Asked on Sep 4, 2020

What kind of saw should I use on formica countertop?

Zard PocleebRymeaMogie
+7

Answered

Hey folks ... I asked this question previously, but I don't think I provided enough information! Sorry to all those who responded. We are installing a drop in farmhouse sink ... I will need to cut the front lip/edge of the already installed formica countertop in order to accommodate the front of the sink. This front edge/lip of the existing countertop will be removed. I hope this is a bit more clear. I have a jigsaw and if that is what I should use then is there a specific saw blade that will work better and give cleaner edges? Thanks!


10 answers
  • Peggy Burnette
    Peggy Burnette
    on Sep 4, 2020

    Hi this is Peggy. I hope this helps you cut your formica countertop. To cut through laminate countertops, you can use a hand saw, but a circular saw makes the job much quicker. Because a circular saw can produce jagged edges and chip the laminate, your best bet is to lay the laminate face-side down and cut from the back to the front.


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    What kind of blade do you use to cut laminate countertop?

    The best DIY tool for the job is a circular saw with a fine-tooth carbide blade made for laminate (the same blades are typically sold for non-ferrous metals and other types of plastics). You can also use a jigsaw with a fine-tooth blade.Dec 1, 2018

  • Unique Creations By Anita
    Unique Creations By Anita
    on Sep 4, 2020

    Circular saw will give you a nice clean cut or table saw.

  • If a jigsaw is what you have, you can use it. Use a high-tooth count, reverse teeth blade since it cuts on the downstroke giving you a cleaner cut.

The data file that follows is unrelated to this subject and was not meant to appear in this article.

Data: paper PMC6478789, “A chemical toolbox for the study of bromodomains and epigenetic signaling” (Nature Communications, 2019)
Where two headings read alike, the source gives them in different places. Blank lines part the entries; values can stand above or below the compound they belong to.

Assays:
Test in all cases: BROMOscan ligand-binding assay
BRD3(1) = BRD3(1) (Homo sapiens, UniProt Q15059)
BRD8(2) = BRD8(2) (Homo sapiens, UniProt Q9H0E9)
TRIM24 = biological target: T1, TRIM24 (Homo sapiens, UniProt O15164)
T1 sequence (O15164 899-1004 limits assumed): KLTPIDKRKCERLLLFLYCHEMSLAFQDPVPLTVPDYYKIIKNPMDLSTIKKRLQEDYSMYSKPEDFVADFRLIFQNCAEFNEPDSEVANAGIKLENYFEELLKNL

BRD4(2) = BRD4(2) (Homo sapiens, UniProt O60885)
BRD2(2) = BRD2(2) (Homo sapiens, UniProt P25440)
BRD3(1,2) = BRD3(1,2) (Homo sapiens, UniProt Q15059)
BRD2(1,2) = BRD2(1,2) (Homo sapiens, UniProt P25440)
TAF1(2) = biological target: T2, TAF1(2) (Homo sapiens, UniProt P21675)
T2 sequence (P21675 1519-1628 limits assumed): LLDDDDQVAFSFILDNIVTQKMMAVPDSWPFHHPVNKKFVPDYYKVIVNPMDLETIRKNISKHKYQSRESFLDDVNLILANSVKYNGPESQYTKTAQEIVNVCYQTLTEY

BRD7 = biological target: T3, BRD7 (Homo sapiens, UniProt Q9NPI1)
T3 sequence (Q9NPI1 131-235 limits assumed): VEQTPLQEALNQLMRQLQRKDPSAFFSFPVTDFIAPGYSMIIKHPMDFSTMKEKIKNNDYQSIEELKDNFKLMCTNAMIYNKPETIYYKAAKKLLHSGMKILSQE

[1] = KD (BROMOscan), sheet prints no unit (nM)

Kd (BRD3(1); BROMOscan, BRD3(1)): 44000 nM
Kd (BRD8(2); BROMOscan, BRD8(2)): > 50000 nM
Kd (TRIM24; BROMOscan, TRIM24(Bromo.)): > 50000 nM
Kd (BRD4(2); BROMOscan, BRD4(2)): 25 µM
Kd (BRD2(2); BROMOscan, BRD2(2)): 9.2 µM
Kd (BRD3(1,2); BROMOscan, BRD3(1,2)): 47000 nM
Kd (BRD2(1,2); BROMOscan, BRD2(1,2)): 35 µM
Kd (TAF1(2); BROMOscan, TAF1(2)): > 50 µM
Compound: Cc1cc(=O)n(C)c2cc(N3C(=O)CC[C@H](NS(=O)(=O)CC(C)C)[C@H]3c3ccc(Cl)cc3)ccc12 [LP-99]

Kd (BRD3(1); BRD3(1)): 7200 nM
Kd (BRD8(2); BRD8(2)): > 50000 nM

• Kathy Gunter Law
    Kathy Gunter Law
    on Sep 4, 2020

    You will need a fine cut blade for your saw. It needs to have at least 40 teeth and is narrow. I would go with a carbide blade.

  • Janice
    Janice
    on Sep 4, 2020

    A circular saw should work great. Mask off the area you wish to cut and mark exactly where the cut should be. A fine sharp blade will be best and along with the masking you should be able to produce a clean cut with no jagged edge.

  • A carbide blade will be best, a fine toothed blade. You will be cutting through the countertop too which is probably particle board, as I mentioned under your last question. If possible, maybe rent a smaller, easier to manage tool.

  • Mogie
    Mogie
    on Sep 4, 2020

    ​​Jigsaws are equipped with fine-toothed blades for making precise cuts. This works well cutting Formica. The tool has an even metal plate which sits on the material to be cut. The thin blade moves up and down once the trigger is pulled, meaning that you can cut in a curved or straight motion.

    To cut Formica with a jigsaw, you will need to take adequate measures. By doing so, the decorative laminate layer is not damaged as you make curves on the supporting material underneath.


    • The key aspect of making cuts on Formica is choosing a blade that has downward oriented teeth (a reverse jigsaw blade) that cut on the downstroke.
    • ​An ordinary blade whose teeth are pointing upwards or cut upstroke could crack and rip up the decorated laminated layer.
    • ​Finally, the blade’s tooth count should be medium to high.


  • Rymea
    Rymea
    on Sep 7, 2020

    We were told to put masking tape on the surface to keep it from chipping, then cut through the tape. We've cut a few and never had a problem.

  • Zard Pocleeb
    Zard Pocleeb
    on Dec 13, 2020

    A lot depends on whether the cut edge will show, or if it will be covered up by some type of molding. Either way you’ll need to tape it off and draw accurate, straight lines to follow with your saw. Duct tape would probably be the best type to use because of its ultra sticky surface.If the edge won’t show you’ll be able to get away with a bit more chipping. If it will show you’ll need clean, accurate cuts. Circular saws, like jigsaws, also cut on the upstroke. If you go with a jigsaw definitely use a downcut blade. To give a nice, clean cut you can use a blade meant for metal cutting seeing how you’re only making small cuts. Definitely use a new blade though. If you’re going to use it circular saw you can get a blade made specifically for laminate.

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